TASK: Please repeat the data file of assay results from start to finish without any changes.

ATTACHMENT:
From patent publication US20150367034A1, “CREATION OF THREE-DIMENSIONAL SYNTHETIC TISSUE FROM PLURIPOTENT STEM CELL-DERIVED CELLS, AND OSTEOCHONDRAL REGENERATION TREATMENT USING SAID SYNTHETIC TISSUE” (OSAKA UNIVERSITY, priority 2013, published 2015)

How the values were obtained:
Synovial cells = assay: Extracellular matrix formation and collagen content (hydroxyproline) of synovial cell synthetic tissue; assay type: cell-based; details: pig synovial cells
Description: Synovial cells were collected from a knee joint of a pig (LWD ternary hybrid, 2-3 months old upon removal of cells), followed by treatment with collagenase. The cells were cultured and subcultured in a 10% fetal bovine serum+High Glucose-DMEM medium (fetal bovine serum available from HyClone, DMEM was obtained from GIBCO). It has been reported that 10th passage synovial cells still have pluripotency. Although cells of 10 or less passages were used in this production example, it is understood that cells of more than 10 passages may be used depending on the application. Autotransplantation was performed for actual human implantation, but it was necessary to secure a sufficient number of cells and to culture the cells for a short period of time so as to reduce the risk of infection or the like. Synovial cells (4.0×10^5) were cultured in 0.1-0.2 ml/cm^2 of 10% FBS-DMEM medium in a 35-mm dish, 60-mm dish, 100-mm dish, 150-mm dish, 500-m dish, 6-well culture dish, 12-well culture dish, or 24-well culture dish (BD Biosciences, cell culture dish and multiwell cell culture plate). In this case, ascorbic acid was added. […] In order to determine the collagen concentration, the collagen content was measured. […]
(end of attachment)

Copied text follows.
From patent publication US20150367034A1, “CREATION OF THREE-DIMENSIONAL SYNTHETIC TISSUE FROM PLURIPOTENT STEM CELL-DERIVED CELLS, AND OSTEOCHONDRAL REGENERATION TREATMENT USING SAID SYNTHETIC TISSUE” (OSAKA UNIVERSITY, priority 2013, published 2015)

How the values were obtained:
Synovial cells = assay: Extracellular matrix formation and collagen content (hydroxyproline) of synovial cell synthetic tissue; assay type: cell-based; details: pig synovial cells
Description: Synovial cells were collected from a knee joint of a pig (LWD ternary hybrid, 2-3 months old upon removal of cells), followed by treatment with collagenase. The cells were cultured and subcultured in a 10% fetal bovine serum+High Glucose-DMEM medium (fetal bovine serum available from HyClone, DMEM was obtained from GIBCO). It has been reported that 10th passage synovial cells still have pluripotency. Although cells of 10 or less passages were used in this production example, it is understood that cells of more than 10 passages may be used depending on the application. Autotransplantation was performed for actual human implantation, but it was necessary to secure a sufficient number of cells and to culture the cells for a short period of time so as to reduce the risk of infection or the like. Synovial cells (4.0×10^5) were cultured in 0.1-0.2 ml/cm^2 of 10% FBS-DMEM medium in a 35-mm dish, 60-mm dish, 100-mm dish, 150-mm dish, 500-m dish, 6-well culture dish, 12-well culture dish, or 24-well culture dish (BD Biosciences, cell culture dish and multiwell cell culture plate). In this case, ascorbic acid was added. […] In order to determine the collagen concentration, the collagen content was measured. […]